Today In Pop Culture: The Birth, Fall, And Rise Of The American Turntable

Published on February 19th, 2016 in: Music, Retrovirus, Science and Technology, Today In Pop Culture |

By Jeffery X Martin


This could be one of the most important days in pop culture history. Maybe, you should sit down and get something to drink. It is that monumental.

On this date in 1878, Thomas Edison, long may his name spoken before the gods, patented the phonograph. The world was never the same. That’s not hyberbole. That is a fact.

With this invention, people could easily record their own voices and listen to the voices of other people. This was done by stealing the souls of the people who made the recordings. Ethereal matter was pulled into the single-horn speaker, which worked as a two-way transducer, and the voices were captured on a tin-foil covered cylinder. The needle on the cylinder etched the sound patterns onto the foil, while the vibrations of the human soul trying to escape its new shiny metal prison, made the audible part of the reproduction. When you hear a song, it’s not just music; it’s the tortured soul of the artist trapped in a temporal loop.

Improvements to the basic machine started coming quickly after the initial patent. Emile Berliner was the creator of the record album. He took the cylinder out of the equation and replaced it with a vinyl disc. There were improvements to the phonograph needles, the drive systems, the speakers, the needles; this was a device everyone wanted to see improved. Even the soul-sucking was replaced with something called a “microphone.”

It’s been improved so much that turntables are one of the most complex machines on the planet. You wouldn’t think so just to look at it. It’s a spinning table and a needle attached to a stick. Heck, E.T. built one to contact his space friends. How hard can it be?

You’ve got to consider all kinds of sciency things like the weight of the album, the width of the needle, the mass of the tone arm, which kind of drive system you’re going to use, making sure the record itself isn’t damaged… it’s tough to listen to music!

That’s why, in the 1980s, people quit using turntables. Cassettes were simple and made an impact, but CDs? They were pretty and shiny and you didn’t have to rewind them. Portability was a factor, too. You could take those suckers anywhere. Then MP3s came along, and the popularity of the iPod revolutionized the music-listening industry again. Just a couple of clicks and you could have every album by your favorite artist and carry them around in your shirt pocket. Technology is amazing, isn’t it? Everything gets smaller and smaller. There’s just one problem.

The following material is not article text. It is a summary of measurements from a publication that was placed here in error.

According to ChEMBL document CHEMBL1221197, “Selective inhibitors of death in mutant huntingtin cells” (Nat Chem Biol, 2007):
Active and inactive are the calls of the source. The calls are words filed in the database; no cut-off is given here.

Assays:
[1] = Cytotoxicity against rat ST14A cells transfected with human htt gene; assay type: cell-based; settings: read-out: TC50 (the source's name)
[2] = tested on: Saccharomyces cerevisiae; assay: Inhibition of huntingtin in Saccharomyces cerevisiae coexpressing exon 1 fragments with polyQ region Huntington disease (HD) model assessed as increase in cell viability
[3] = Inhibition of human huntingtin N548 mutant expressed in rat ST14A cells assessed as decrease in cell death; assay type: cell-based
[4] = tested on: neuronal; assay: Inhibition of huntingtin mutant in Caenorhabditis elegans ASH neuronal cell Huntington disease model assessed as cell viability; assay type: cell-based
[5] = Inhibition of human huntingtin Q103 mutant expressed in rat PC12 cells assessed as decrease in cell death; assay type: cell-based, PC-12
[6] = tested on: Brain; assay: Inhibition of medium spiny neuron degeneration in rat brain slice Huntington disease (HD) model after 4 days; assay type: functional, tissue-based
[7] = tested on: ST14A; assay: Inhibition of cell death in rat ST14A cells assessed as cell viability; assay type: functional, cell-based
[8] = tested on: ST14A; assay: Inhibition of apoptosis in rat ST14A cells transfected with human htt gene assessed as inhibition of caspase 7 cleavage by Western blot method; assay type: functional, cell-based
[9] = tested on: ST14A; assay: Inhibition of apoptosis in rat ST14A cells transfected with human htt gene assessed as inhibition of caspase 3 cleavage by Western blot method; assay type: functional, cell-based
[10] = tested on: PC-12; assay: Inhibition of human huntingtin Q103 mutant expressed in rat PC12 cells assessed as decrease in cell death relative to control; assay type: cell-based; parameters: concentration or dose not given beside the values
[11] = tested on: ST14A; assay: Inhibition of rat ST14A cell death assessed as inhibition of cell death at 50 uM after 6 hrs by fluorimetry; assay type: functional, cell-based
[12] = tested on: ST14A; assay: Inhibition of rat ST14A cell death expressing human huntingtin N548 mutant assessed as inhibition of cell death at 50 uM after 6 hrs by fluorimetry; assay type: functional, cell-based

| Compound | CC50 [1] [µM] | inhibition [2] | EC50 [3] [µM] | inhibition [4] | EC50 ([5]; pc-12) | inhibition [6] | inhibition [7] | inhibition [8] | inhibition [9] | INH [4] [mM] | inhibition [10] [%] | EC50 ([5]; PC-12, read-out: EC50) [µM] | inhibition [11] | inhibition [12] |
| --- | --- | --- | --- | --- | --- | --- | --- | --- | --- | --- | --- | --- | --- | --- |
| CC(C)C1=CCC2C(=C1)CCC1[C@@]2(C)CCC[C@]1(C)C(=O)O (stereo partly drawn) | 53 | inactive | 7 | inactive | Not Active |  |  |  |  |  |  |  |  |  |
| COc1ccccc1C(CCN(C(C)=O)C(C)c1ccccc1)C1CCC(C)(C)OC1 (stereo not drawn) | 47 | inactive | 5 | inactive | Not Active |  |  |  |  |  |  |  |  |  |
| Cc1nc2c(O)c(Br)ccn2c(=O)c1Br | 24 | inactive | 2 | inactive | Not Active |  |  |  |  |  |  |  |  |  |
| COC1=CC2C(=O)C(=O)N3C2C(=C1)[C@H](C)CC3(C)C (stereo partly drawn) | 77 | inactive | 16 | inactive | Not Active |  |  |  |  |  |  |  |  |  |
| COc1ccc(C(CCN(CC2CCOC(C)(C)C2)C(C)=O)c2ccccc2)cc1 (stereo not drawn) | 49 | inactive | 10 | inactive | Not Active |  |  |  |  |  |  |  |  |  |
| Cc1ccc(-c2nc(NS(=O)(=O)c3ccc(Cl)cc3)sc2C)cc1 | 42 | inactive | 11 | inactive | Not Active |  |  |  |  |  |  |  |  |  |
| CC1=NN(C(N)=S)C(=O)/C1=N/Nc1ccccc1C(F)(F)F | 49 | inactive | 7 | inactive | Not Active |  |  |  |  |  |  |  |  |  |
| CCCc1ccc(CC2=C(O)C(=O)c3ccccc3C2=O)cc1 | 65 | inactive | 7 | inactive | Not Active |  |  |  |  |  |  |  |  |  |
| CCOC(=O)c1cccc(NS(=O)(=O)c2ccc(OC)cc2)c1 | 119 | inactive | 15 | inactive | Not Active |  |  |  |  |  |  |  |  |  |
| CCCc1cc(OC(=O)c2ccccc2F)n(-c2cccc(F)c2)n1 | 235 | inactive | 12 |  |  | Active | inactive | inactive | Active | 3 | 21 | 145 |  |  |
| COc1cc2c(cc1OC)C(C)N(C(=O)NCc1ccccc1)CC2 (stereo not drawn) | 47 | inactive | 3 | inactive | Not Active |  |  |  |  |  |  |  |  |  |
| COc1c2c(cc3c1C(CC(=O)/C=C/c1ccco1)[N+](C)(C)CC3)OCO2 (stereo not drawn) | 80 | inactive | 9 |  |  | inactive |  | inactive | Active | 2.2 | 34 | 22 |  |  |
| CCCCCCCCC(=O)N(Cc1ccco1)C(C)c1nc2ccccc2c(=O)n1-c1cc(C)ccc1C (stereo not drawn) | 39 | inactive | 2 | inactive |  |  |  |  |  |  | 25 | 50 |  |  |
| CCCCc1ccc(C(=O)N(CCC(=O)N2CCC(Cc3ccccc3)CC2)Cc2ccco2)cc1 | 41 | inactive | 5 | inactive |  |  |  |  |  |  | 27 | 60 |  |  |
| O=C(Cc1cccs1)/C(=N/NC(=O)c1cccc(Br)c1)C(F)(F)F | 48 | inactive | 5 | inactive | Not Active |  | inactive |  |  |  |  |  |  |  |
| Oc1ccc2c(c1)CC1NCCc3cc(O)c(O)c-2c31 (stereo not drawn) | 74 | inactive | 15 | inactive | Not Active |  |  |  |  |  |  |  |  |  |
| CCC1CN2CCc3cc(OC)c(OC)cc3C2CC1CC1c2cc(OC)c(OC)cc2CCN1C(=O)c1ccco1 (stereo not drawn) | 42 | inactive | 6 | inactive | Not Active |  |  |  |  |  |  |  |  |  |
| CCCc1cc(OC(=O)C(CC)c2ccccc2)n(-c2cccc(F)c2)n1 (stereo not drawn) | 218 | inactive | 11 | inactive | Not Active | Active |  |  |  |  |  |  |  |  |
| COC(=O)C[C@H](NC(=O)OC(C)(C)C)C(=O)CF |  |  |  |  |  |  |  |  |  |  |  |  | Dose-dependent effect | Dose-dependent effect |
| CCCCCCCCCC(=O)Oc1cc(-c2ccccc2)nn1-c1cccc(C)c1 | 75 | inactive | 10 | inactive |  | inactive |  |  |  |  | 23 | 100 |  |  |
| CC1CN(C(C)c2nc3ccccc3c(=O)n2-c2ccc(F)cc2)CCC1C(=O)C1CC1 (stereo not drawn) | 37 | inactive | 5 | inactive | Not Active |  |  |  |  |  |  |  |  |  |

They sound like shit.

There’s a thing called compression. It sounds great on the radio, man. If you’re cruising the street in your six-four, a compressed pop song is perfect to drive to.

Serious music lovers, though, started having nostalgic feelings for the old days, when there were records and turntables and big-ass speakers.

There’s this other thing called dynamic range. It involves using some self-control and not cranking everything up to 11. It means the music has nuances. It means if the phone rings in the studio during recording, you can probably hear it in the song. When you hear sound geeks talk about warmth and soundstage in their music, those are the products of dynamic range.

Having a turntable means you have more control over the music. You pick the speakers. You choose your own amplifier. You build your own sound system, instead of dealing with tiny earbuds.

It’s a return to a different time, where the music wasn’t just a product. There was an art to not only how it was created, but how it was presented. Vinyl seems to be the best conductor for that kind of audio energy.

When I turned nine, I stumbled into the kitchen on the morning of my birthday to find a small turntable and two speakers sitting on the kitchen table. The 45 single of “Radioactive” by Gene Simmons was on the record player, ready to go. I was overjoyed. That song sounded so damned good. I messed around with speaker placement, speed, weight variances; I turned my bedroom into a sound lab.

You just don’t get the feeling with an audio file. The resurgence of turntables is a good thing; it can be the difference between loving music and being in love with music.

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